Could a fluorescent tube be made of clear glass to emit more light?

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Offline lennie

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Can one have a clear tube and therefor more light?
« Last Edit: 13/04/2008 21:43:51 by chris »

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Offline graham.d

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No. The definition of a fluorescent tube is that it relies on fluorescence. The discharge in the tube produces UV light which then is absorbed by the fluorescent coating and re-emitted in the visible spectrum. You can have clear discharge emissions, like a sodium light for example, but then there is no fluorescence involved.

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Offline techmind

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No. The definition of a fluorescent tube is that it relies on fluorescence. The discharge in the tube produces UV light which then is absorbed by the fluorescent coating and re-emitted in the visible spectrum. You can have clear discharge emissions, like a sodium light for example, but then there is no fluorescence involved.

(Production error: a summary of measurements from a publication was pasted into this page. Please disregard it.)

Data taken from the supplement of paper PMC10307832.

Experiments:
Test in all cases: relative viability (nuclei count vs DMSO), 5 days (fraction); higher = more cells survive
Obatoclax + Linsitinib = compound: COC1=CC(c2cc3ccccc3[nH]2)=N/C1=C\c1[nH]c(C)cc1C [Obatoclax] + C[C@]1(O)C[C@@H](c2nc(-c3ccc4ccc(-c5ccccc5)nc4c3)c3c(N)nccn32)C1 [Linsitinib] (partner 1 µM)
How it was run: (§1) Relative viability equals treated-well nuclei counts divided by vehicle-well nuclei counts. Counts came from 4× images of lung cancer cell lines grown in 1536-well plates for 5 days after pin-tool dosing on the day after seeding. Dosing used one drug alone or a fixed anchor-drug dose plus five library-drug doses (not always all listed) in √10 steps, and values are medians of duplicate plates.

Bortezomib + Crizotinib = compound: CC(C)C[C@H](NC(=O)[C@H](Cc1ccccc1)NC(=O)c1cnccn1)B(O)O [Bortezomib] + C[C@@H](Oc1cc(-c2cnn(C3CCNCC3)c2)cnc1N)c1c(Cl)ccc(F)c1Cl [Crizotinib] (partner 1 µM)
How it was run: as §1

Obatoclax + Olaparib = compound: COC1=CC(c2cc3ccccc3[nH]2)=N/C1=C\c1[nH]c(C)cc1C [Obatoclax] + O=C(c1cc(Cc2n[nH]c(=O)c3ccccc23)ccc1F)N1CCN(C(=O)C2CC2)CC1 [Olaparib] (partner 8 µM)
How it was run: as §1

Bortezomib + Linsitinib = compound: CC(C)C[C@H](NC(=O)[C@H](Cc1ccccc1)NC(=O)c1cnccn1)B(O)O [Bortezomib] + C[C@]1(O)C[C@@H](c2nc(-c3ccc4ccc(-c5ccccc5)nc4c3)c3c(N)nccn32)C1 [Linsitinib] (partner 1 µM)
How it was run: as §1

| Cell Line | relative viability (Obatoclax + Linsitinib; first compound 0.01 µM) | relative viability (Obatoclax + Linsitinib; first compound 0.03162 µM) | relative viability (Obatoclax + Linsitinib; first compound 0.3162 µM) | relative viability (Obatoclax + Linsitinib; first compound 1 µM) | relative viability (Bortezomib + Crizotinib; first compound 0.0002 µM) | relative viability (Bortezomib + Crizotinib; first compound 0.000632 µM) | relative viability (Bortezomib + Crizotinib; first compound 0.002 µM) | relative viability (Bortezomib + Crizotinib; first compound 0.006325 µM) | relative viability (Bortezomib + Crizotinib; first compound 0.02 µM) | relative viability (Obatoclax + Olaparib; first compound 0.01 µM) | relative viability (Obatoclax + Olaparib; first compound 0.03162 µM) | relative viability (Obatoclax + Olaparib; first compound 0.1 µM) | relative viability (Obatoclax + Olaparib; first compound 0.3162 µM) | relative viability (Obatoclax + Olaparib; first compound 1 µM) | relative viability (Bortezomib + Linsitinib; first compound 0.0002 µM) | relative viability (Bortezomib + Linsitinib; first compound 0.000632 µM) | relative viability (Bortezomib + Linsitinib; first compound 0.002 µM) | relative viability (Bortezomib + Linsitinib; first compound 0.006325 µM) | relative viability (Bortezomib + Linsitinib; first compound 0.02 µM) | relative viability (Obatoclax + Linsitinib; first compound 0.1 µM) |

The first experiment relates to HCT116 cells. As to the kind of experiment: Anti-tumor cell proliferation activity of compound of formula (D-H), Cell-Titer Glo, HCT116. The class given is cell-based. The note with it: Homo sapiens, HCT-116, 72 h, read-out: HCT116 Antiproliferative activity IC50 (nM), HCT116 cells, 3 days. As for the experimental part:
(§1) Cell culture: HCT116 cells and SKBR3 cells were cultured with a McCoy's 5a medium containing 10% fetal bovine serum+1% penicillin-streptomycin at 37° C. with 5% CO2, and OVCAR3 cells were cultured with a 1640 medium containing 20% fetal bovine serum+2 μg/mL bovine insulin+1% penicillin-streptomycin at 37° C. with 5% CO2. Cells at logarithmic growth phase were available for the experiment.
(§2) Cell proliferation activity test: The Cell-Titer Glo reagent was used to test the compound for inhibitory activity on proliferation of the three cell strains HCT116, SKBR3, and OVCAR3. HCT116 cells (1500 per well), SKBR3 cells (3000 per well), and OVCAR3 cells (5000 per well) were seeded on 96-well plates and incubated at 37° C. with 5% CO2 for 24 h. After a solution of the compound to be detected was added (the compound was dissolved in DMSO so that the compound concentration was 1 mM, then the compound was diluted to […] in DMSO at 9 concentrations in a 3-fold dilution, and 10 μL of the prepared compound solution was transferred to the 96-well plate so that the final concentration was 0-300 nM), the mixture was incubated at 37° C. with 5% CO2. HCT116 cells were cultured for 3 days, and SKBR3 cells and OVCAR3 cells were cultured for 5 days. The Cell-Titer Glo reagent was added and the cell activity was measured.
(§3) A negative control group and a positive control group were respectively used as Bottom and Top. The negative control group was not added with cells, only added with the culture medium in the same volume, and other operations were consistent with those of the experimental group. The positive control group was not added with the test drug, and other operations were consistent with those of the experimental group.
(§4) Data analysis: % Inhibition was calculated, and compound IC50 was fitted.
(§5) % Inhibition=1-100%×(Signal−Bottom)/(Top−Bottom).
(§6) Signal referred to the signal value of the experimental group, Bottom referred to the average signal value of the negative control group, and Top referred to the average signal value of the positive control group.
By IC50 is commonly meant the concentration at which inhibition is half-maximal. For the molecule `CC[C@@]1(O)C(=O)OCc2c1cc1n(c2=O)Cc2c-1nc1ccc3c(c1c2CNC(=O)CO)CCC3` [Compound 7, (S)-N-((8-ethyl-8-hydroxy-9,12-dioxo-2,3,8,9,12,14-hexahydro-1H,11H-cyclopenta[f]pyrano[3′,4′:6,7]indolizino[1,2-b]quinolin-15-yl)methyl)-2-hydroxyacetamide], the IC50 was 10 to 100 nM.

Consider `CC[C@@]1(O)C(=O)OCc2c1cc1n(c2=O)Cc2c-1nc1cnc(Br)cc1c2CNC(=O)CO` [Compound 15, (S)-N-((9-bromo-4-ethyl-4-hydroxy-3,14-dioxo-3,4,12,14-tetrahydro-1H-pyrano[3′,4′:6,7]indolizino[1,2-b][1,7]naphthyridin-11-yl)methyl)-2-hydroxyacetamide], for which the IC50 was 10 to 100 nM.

I've got a "clear" tube - it gives off a sky-blue light... and lots of ultraviolet. This is the natural colour of the (mercury) discharge. If I had more time I'd do you a nice photograph!

As Graham says, they put the white phosphor on the tube to convert that ultraviolet to visible. The visible light you see from a fluorescent tube is generated in the white coating on the inside of the glass - and is much brighter than the bluey/UV "inside" light would be.
"It has been said that the primary function of schools is to impart enough facts to make children stop asking questions. Some, with whom the schools do not succeed, become scientists." - Schmidt-Nielsen "Memoirs of a curious scientist"